From the first steps of your offspring to the biggest four-pet run marathons, birthday parties or movie nights, the floor is the part of the living space where you live. Although the right choice of flooring is a long-lasting thing, it should at least be “refreshed” after a long period of use.
In previous blog posts, we have already talked about wood patio flooring, extremely low maintenance PVC flooring, and about floor types based on your lifestyle. Well, in this blog post, we’ll talk about wood interior floors and their renovation. How to prepare for their coloring and enjoy a good result? Sometimes it will be enough just to pick the right paint and to designate a free afternoon to repaint the floor.
Most importantly, make the right choice of paint. You can paint the floor with water-based acrylic or epoxy paint. Carefully evaluate the type of paint you choose: Acrylic paint, for example, is ideally suited for the bedroom, but not for the hallway as it is very common to walk there.
Pay attention to floor-specific paints, which are produced by many manufacturers. Typically, this paint has higher abrasion resistance.
Also important nuance – matte or shiny? Mud gets more sticky with matt, but scratches are more visible on glossy paint.
Once you have chosen the paint – sand it. For this purpose, medium rough sandpaper is suitable. True, if you are repainting old wooden floors, look closely at them for nails that have fallen out and so on.
After sanding the floor, thoroughly vacuum the room and cover areas that may be soiled during painting. Protect skirting boards and other parts with paint strips.
Start painting from the far corner toward the door.
Apply a second coat only after the time specified by the manufacturer (this is usually written on the packaging).
For the second coat, use new or thoroughly washed paint tools.
Walking on a freshly painted floor is only possible when the paint is completely dry.
Not all surfaces can be painted, but most flooring surfaces can be painted. Overall, floor painting is not a very difficult finishing job. The key is to prepare him properly. In this article, we will discuss in more detail how to paint wooden floors.
Two tasks are essential when painting a floor – choosing the right paint and doing a good job of sanding the floor. How the floor is painted (brush or roller) is dictated by the texture of the floor. The roller is easier to paint, but the brush can better cover uneven surfaces.
Choice of paint
The floor can be painted with water-based acrylic paint or epoxy paint. Which paint is best used for this job is determined by the materiality of the flooring and the intensity of use. For example, although acrylic paint is suitable for floor painting, it is not recommended to paint the floor of the corridor, because it is often walked there. Some manufacturers produce special floor paints that are more resistant to intensive abrasion.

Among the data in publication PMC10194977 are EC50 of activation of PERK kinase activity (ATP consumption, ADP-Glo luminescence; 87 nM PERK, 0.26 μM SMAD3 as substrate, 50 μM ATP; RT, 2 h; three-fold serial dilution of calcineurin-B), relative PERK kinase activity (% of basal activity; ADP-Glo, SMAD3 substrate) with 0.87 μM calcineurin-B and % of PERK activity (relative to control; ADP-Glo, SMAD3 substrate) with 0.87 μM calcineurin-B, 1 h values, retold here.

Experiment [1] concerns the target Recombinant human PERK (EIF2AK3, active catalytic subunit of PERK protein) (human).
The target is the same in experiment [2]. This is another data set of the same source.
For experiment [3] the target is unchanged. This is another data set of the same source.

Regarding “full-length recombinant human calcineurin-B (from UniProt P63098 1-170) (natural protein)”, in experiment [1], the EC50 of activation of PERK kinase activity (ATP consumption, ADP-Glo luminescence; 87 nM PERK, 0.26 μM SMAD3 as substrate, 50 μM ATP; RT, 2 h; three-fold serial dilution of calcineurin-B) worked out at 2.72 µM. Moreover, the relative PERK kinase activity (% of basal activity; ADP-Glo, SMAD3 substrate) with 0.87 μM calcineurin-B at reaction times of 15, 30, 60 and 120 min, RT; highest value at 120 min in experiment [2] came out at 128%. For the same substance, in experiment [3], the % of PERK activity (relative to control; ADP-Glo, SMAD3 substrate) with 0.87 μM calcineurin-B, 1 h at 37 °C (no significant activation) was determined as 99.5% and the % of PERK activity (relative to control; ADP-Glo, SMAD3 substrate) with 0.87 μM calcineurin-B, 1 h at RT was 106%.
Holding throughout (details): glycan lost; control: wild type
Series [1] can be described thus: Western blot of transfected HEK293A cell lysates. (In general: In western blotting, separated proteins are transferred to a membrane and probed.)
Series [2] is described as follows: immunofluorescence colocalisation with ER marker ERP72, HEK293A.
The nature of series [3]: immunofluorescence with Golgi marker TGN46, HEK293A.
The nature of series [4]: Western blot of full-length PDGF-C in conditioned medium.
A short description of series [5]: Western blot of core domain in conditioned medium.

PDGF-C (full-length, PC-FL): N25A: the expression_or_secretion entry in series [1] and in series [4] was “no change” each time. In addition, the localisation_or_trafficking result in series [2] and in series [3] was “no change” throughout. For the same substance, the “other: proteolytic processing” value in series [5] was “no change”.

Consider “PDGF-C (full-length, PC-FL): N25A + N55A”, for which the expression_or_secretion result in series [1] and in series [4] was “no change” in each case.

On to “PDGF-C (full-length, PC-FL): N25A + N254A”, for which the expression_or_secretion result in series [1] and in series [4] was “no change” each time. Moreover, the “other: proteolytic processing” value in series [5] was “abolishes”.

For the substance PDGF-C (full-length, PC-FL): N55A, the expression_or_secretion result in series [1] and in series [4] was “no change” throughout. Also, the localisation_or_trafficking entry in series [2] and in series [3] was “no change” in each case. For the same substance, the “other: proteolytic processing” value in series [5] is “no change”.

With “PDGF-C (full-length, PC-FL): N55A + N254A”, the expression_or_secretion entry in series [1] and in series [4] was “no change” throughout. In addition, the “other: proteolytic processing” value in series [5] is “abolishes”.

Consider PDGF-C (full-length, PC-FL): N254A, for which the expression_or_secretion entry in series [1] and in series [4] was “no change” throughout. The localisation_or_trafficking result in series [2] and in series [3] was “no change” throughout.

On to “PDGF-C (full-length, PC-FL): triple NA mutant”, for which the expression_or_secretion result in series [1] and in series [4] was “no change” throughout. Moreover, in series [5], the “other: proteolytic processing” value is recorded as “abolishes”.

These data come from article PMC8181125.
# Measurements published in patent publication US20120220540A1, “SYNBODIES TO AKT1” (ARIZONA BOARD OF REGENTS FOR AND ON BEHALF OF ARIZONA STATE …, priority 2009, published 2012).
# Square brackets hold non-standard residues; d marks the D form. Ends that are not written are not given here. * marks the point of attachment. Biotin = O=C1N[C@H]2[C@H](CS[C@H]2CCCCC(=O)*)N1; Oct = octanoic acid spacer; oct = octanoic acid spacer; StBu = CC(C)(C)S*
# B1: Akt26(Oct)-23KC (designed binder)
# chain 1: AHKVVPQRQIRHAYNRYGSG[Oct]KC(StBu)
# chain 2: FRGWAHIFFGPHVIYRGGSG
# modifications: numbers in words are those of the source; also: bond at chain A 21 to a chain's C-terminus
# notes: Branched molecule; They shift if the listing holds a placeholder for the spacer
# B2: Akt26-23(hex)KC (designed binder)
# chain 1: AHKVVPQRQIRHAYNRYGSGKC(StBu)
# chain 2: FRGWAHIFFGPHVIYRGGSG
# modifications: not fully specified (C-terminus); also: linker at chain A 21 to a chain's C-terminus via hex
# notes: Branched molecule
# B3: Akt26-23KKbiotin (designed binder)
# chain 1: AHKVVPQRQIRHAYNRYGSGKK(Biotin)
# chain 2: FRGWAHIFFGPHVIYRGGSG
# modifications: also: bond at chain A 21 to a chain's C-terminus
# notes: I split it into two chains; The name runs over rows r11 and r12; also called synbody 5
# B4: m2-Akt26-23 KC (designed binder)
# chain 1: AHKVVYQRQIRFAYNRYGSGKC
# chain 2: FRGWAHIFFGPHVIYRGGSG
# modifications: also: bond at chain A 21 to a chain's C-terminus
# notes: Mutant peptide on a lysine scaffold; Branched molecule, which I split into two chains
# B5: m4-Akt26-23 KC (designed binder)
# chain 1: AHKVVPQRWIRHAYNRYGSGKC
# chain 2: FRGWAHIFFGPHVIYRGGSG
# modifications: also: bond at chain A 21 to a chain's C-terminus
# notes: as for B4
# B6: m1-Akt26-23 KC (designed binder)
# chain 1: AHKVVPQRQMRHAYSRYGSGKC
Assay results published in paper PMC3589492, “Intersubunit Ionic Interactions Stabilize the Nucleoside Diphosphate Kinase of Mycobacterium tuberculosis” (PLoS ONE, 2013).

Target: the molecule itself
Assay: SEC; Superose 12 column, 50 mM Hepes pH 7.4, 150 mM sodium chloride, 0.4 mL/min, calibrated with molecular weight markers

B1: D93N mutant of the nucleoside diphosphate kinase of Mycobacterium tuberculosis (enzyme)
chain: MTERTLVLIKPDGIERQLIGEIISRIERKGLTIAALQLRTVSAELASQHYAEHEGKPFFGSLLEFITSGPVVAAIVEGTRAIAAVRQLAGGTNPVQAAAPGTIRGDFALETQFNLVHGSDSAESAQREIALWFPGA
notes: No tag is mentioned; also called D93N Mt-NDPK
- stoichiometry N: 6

It is also important to consider the finish of the paint – whether it is a matte finish or glossy paint. The matt paint is more sticky to the dirt, on the other hand, the surface covered with the gloss paint has more visibility to the scratches.
For floor painting you will need:
- Floor sanding machines;
- Painting tape and newspaper cover;
- Clothing for dyeing;
- Paint and paint baths;
- Brushes and rollers.
If you are painting old wooden floors, look carefully at the nails that may damage the sander before you start sanding. For sanding, it is advisable to use medium rough sandpaper. It should be used to evenly sand the entire surface of the floor.
A larger floor surface is best sanded with an orbital sander, and edges are advised to use a hand sander.
After sanding the floor, it must be thoroughly vacuumed to remove all wood dust. Then cover areas that may be smeared during painting with the tape and newspaper.
The painting should start from the corner furthest from the exit. A second coat can only be applied after the paint manufacturer has specified the time interval between the application. For the second painting, it is recommended to use cleanly washed or new painting tools (brushes, roller).
Walking on a painted floor is only possible when the paint is completely dry. Acrylic paints may require 24 hours and epoxy paints may take up to 5 days.